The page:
Sunday, June 3, 2012

Round-Up: June 3

Here is a round-up of today's proverbs and fables - and for previous posts, check out the Bestiaria Latina Blog archives. On alternating days this summer, I'm posting a separate disticha round-up, too!

HODIE: ante diem tertium Nonas Iunias.

MYTHS and LEGENDS: The art image for today's legend shows Faustulus Finding Romulus and Remus; you can also see the legends for the current week listed together here.


TODAY'S MOTTOES and PROVERBS:

3-WORD MOTTOES: Today's 3-word motto is Praevide, ne praeveniare (English: Foresee so that you are not forestalled).

3-WORD PROVERBS: Today's 3-word proverb is Danda venia lapso (English: You should forgiven someone who has slipped up).

RHYMING PROVERBS: Today's proverb with rhyme is: Sunt asini multi solum bino pede fulti (English: There are many donkeys, except that they stand on two legs).

VULGATE VERSES: Today's verse is Nonne ad unum locum properant omnia? (Ecc. 6:6). For a translation, check out the polyglot Bible, in English, Hebrew, Latin and Greek, at the Sacred Texts Archive online.

ELIZABETHAN PROVERBS: Here is today's proverb commentary, this time by Conybeare: Bos in lingua: A proverbe touchinge them which dare not speake the truth, or will not bicause they have receaved money to holde their peace. For the Athenienses used a certayne coyne of money with an oxe figured thereon.

TODAY'S FABLES and STORIES:

ANECDOTE OF THE DAY: Today's anecdote is Utrum Anchilles an Homerus, containing the wise words of Themistocles, the great Athenian general and politician.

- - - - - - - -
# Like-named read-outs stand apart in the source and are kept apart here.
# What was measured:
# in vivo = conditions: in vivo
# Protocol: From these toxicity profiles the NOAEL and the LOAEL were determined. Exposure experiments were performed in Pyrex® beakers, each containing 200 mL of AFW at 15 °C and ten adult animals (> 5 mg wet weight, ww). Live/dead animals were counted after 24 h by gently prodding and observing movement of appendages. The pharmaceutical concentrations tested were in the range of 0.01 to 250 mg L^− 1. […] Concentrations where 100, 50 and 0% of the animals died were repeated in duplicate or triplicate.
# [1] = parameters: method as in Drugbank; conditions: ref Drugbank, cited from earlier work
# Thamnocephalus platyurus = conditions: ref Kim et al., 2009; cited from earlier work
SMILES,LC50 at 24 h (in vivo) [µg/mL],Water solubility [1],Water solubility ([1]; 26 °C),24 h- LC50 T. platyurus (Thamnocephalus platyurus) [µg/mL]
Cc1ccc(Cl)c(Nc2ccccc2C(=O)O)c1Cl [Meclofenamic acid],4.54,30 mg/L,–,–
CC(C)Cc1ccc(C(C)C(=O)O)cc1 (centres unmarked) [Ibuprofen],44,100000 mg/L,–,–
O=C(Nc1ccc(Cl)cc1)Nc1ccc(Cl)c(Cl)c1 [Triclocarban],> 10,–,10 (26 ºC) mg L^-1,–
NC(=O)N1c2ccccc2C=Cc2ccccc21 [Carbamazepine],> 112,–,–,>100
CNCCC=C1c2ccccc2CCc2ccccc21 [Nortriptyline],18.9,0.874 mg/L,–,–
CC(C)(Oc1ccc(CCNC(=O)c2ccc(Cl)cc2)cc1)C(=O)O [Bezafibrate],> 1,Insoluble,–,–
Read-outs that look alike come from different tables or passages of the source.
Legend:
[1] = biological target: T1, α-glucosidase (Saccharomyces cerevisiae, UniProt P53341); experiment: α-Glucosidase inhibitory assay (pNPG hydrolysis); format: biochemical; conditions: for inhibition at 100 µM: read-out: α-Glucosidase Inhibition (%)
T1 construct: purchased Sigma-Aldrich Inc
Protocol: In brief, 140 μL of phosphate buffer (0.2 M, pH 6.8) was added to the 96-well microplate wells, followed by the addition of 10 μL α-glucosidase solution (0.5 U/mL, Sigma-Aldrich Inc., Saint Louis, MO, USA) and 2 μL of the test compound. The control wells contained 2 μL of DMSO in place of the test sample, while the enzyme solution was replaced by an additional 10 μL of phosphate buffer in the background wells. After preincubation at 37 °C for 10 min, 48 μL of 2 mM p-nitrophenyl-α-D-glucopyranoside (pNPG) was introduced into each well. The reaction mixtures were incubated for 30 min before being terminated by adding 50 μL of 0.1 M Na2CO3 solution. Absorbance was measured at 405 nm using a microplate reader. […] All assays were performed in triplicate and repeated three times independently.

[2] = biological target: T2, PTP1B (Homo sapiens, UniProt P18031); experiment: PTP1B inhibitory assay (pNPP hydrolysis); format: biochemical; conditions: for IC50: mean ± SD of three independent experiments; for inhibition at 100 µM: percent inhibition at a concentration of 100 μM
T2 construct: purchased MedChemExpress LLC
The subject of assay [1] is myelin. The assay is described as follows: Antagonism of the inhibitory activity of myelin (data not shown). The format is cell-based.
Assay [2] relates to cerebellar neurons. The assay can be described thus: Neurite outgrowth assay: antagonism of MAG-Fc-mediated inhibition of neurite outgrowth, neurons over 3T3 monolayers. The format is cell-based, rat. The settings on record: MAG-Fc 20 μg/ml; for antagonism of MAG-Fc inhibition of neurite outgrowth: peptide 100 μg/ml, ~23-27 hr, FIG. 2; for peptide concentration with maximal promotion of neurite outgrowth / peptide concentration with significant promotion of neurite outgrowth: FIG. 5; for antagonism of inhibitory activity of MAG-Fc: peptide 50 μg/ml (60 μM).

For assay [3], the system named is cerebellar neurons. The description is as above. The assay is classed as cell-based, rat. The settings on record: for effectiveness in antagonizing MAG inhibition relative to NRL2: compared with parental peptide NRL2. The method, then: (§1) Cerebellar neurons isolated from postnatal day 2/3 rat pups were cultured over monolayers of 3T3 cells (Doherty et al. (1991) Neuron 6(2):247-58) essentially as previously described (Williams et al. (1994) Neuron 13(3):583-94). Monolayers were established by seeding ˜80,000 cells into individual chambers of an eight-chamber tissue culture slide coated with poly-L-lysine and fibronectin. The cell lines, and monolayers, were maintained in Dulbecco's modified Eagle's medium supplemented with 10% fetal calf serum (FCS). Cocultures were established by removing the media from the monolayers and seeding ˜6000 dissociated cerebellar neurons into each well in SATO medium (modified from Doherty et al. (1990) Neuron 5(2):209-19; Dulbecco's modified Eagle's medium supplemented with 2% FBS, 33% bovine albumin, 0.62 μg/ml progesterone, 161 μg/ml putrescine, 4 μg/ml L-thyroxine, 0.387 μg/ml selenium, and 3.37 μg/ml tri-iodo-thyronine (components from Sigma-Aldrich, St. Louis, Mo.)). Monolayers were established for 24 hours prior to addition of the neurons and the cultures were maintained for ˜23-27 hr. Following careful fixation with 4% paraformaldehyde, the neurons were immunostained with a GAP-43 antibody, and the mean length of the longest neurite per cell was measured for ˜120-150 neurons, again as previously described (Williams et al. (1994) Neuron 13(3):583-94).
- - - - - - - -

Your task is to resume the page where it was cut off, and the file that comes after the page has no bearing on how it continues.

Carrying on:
FABULAE FACILES WIDGET: The fable from the Fabulae Faciles widget is Canis Aquam Timens, a fable on the theme of "once bitten, twice shy" (this fable has a vocabulary list).

MILLE FABULAE WIDGET: The fable from the Mille Fabulae et Una widget is Lupus et Sus, the story of the wolf who wanted to play midwife to the sow.

MILLE FABULAE: The "chunk" of Mille Fabulae et Una today is Fable 921, Viatores Iuxta Maris Litus, through Fable 930, Pater et Filii Litigantes, including Viatores Duo et Bipennis, a fable about first-person singular v. first-person plural: Duo una iter faciebant; horum unus repertam bipennem sustulit. Tum alter hortabatur, ne sic loqueretur ut diceret, ‘Ego bipennem inveni,’ sed sic, ‘Nos invenimus.’ Hoc ei, qui sustulerat bipennem, non persuadebatur. Mox visis quibusdam, qui se insequerentur cum clamore et concitato cursu, esse eos qui amisissent bipennem coniiciens, “Periimus,” inquit. At alter “Dices,” inquit, “nunc quoque ‘perii,’ non ‘periimus’ - quippe cum ‘invenimus’ nolueris dicere, sed ‘inveni.’”

Viatores et Securis

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